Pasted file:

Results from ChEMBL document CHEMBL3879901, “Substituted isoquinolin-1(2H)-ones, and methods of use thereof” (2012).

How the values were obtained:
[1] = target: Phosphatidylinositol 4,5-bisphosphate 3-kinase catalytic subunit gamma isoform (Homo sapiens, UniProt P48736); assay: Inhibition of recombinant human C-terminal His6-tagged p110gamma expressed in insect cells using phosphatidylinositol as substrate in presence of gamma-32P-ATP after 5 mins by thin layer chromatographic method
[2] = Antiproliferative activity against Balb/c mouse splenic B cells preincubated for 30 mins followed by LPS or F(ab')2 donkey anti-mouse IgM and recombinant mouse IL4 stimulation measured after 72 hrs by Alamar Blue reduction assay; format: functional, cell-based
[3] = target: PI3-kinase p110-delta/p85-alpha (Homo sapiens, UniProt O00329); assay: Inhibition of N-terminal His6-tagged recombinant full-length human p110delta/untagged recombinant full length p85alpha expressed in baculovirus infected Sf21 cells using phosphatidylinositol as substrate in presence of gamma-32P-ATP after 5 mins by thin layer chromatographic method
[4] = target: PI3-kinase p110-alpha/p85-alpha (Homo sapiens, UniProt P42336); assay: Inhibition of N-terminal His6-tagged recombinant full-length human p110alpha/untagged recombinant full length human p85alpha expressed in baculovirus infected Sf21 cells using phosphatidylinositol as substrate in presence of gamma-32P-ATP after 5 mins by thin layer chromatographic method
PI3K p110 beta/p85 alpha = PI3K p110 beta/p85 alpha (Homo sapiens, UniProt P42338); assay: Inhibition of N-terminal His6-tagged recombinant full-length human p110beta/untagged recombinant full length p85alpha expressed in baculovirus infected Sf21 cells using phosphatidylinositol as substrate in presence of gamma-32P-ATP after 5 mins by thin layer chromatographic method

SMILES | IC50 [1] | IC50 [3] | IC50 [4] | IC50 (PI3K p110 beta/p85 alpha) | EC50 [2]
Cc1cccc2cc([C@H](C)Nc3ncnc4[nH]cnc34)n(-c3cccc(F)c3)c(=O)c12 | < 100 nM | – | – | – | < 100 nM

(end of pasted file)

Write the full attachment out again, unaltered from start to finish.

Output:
Results from ChEMBL document CHEMBL3879901, “Substituted isoquinolin-1(2H)-ones, and methods of use thereof” (2012).

How the values were obtained:
[1] = target: Phosphatidylinositol 4,5-bisphosphate 3-kinase catalytic subunit gamma isoform (Homo sapiens, UniProt P48736); assay: Inhibition of recombinant human C-terminal His6-tagged p110gamma expressed in insect cells using phosphatidylinositol as substrate in presence of gamma-32P-ATP after 5 mins by thin layer chromatographic method
[2] = Antiproliferative activity against Balb/c mouse splenic B cells preincubated for 30 mins followed by LPS or F(ab')2 donkey anti-mouse IgM and recombinant mouse IL4 stimulation measured after 72 hrs by Alamar Blue reduction assay; format: functional, cell-based
[3] = target: PI3-kinase p110-delta/p85-alpha (Homo sapiens, UniProt O00329); assay: Inhibition of N-terminal His6-tagged recombinant full-length human p110delta/untagged recombinant full length p85alpha expressed in baculovirus infected Sf21 cells using phosphatidylinositol as substrate in presence of gamma-32P-ATP after 5 mins by thin layer chromatographic method
[4] = target: PI3-kinase p110-alpha/p85-alpha (Homo sapiens, UniProt P42336); assay: Inhibition of N-terminal His6-tagged recombinant full-length human p110alpha/untagged recombinant full length human p85alpha expressed in baculovirus infected Sf21 cells using phosphatidylinositol as substrate in presence of gamma-32P-ATP after 5 mins by thin layer chromatographic method
PI3K p110 beta/p85 alpha = PI3K p110 beta/p85 alpha (Homo sapiens, UniProt P42338); assay: Inhibition of N-terminal His6-tagged recombinant full-length human p110beta/untagged recombinant full length p85alpha expressed in baculovirus infected Sf21 cells using phosphatidylinositol as substrate in presence of gamma-32P-ATP after 5 mins by thin layer chromatographic method

SMILES | IC50 [1] | IC50 [3] | IC50 [4] | IC50 (PI3K p110 beta/p85 alpha) | EC50 [2]
Cc1cccc2cc([C@H](C)Nc3ncnc4[nH]cnc34)n(-c3cccc(F)c3)c(=O)c12 | < 100 nM | – | – | – | < 100 nM